Understand an Unlawful Detainer in California


Understanding your rights and options is important while facing an active eviction.

How to answer unlawful detainer in California

When served with an unlawful detainer or an eviction notice in California, tenants tend to get panicky. The first thing to do when served with the complaint of eviction is to file an answer for unlawful detainer in California. According to the laws of the state, a tenant has five days to answer unlawful detainer and serve a copy on time with the help of their attorney. In case of a failure to answer the unlawful detainer, a default can be entered against the defendant. The property owner in such a case can acquire the right of possession of their house quickly, usually within a few days. Therefore, it becomes necessary for a tenant in California to answer unlawful detainer within a short span of time on being served with the summons. 

 

The response time for a defendant to answer the unlawful detainer summons and eviction complaint is stipulated as five days, including Saturdays and Sundays but excluding the court holidays. However, the defendant can expect to receive an extension of the response deadline in case when the fifth happens to be a Saturday or a Sunday. An extension of 15 days for giving response to unlawful detainer and summons can be given if the complaint is not served personally but a copy of it is given to someone else residing at the premises in question and another copy was send through mail to the defendant. In such a situation, court holidays are accounted in the fifteen-day extension period. There can be an extension of this 15-day period in case when the last day falls on a Saturday or a Sunday.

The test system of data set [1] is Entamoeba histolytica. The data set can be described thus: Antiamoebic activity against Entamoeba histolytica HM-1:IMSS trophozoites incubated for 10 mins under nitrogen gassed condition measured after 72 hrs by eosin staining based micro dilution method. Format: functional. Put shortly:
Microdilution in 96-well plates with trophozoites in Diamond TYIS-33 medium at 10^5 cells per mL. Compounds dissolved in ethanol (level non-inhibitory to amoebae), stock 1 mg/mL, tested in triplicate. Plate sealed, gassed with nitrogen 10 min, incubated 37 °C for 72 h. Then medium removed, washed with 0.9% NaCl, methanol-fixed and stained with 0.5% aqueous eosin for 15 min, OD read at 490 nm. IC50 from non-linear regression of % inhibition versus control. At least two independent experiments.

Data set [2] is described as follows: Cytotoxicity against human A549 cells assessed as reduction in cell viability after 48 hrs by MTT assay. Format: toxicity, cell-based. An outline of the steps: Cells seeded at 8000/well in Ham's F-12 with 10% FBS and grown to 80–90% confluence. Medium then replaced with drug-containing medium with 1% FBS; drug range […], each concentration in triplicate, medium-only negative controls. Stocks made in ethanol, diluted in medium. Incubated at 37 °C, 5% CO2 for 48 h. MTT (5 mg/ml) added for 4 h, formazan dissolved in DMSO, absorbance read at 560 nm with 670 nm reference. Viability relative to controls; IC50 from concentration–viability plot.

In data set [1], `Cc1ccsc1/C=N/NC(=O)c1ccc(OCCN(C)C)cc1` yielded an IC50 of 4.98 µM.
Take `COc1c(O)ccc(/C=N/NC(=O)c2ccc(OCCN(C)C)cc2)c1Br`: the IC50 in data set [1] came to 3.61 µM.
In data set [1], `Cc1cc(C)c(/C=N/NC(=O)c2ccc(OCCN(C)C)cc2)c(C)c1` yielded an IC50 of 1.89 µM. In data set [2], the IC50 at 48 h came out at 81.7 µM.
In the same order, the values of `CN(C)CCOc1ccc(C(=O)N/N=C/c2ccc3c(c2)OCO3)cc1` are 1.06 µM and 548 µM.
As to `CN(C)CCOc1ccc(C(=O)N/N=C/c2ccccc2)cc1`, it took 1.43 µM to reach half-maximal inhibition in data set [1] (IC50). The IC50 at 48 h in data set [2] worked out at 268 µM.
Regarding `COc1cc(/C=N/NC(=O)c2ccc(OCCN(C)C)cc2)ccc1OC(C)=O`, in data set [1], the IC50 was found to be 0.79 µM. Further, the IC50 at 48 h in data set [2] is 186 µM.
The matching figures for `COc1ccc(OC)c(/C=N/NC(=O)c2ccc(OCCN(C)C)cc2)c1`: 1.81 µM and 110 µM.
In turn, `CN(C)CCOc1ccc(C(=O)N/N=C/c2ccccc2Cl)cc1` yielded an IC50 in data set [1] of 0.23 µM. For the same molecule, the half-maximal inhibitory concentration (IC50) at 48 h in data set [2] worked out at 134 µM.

In cases where the tenants, who have been served with unlawful detainer summons, have filed other authorized responsive pleading such as a motion to strike, a motion to quash or a demurrer before expiration of the five days need not have to respond to the summons within the stipulated time. The filing of an authorized pre-answer response pleading by the defendant before the expiry of five-day period extends more time to him to answer the complaint. 

 

Extension of time to answer the unlawful detainer may also be given by the court in case when the defendant is successful in showing a good cause for the time needed to respond. Time needed to obtain filing fees often works as a good cause for the court to grant extension to the defendant. However, an application for a good cause to take more time for responding to unlawful detainer summons has to be made within the five-day answer period. On expiry of this period, the plaintiff has the right to obtain a default entry, by way of which the defendant’s subsequently filed application for extension of time to answer the summons would not stand valid. 

 

Response of the defendant has to be verified as verification is needed for unlawful detainer. While all those defendants responding have to sign the answer, only one needs to verify the answer. An answer that has not been verified answer is subject to a motion to strike in its entirety; but such a motion has to be made within 10 days after service of the answer. 

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